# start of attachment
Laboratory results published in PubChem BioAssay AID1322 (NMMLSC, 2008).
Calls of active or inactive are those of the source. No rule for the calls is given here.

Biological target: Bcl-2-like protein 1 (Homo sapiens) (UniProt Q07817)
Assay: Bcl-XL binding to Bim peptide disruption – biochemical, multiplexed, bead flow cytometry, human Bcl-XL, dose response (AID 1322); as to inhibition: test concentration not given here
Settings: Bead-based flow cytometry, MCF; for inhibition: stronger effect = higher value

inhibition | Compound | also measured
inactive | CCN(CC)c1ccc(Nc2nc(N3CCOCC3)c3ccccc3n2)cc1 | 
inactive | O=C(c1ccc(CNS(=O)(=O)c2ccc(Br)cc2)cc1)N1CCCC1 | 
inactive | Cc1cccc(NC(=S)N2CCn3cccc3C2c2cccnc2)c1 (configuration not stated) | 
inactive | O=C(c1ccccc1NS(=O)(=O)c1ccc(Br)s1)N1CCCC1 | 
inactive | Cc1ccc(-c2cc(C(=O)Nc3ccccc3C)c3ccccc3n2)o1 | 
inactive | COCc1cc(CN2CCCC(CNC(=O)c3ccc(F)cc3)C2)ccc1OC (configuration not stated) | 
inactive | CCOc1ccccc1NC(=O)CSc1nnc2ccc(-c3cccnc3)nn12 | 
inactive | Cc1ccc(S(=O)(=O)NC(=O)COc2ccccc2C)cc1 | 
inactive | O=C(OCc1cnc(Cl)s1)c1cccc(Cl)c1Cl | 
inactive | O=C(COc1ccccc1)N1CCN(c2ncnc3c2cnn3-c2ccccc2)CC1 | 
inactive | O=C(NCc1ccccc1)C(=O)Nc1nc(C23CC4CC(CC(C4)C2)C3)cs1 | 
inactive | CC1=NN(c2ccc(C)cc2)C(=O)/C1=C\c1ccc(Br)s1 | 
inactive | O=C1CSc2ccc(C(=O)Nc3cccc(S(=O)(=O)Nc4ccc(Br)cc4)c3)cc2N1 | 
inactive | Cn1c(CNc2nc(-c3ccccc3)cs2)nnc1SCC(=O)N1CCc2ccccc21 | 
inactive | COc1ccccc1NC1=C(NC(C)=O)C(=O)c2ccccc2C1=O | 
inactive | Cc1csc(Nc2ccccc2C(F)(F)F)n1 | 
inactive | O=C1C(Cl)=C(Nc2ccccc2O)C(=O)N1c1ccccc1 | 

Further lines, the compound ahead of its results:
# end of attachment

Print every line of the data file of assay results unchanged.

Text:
Laboratory results published in PubChem BioAssay AID1322 (NMMLSC, 2008).
Calls of active or inactive are those of the source. No rule for the calls is given here.

Biological target: Bcl-2-like protein 1 (Homo sapiens) (UniProt Q07817)
Assay: Bcl-XL binding to Bim peptide disruption – biochemical, multiplexed, bead flow cytometry, human Bcl-XL, dose response (AID 1322); as to inhibition: test concentration not given here
Settings: Bead-based flow cytometry, MCF; for inhibition: stronger effect = higher value

inhibition | Compound | also measured
inactive | CCN(CC)c1ccc(Nc2nc(N3CCOCC3)c3ccccc3n2)cc1 | 
inactive | O=C(c1ccc(CNS(=O)(=O)c2ccc(Br)cc2)cc1)N1CCCC1 | 
inactive | Cc1cccc(NC(=S)N2CCn3cccc3C2c2cccnc2)c1 (configuration not stated) | 
inactive | O=C(c1ccccc1NS(=O)(=O)c1ccc(Br)s1)N1CCCC1 | 
inactive | Cc1ccc(-c2cc(C(=O)Nc3ccccc3C)c3ccccc3n2)o1 | 
inactive | COCc1cc(CN2CCCC(CNC(=O)c3ccc(F)cc3)C2)ccc1OC (configuration not stated) | 
inactive | CCOc1ccccc1NC(=O)CSc1nnc2ccc(-c3cccnc3)nn12 | 
inactive | Cc1ccc(S(=O)(=O)NC(=O)COc2ccccc2C)cc1 | 
inactive | O=C(OCc1cnc(Cl)s1)c1cccc(Cl)c1Cl | 
inactive | O=C(COc1ccccc1)N1CCN(c2ncnc3c2cnn3-c2ccccc2)CC1 | 
inactive | O=C(NCc1ccccc1)C(=O)Nc1nc(C23CC4CC(CC(C4)C2)C3)cs1 | 
inactive | CC1=NN(c2ccc(C)cc2)C(=O)/C1=C\c1ccc(Br)s1 | 
inactive | O=C1CSc2ccc(C(=O)Nc3cccc(S(=O)(=O)Nc4ccc(Br)cc4)c3)cc2N1 | 
inactive | Cn1c(CNc2nc(-c3ccccc3)cs2)nnc1SCC(=O)N1CCc2ccccc21 | 
inactive | COc1ccccc1NC1=C(NC(C)=O)C(=O)c2ccccc2C1=O | 
inactive | Cc1csc(Nc2ccccc2C(F)(F)F)n1 | 
inactive | O=C1C(Cl)=C(Nc2ccccc2O)C(=O)N1c1ccccc1 | 

Further lines, the compound ahead of its results: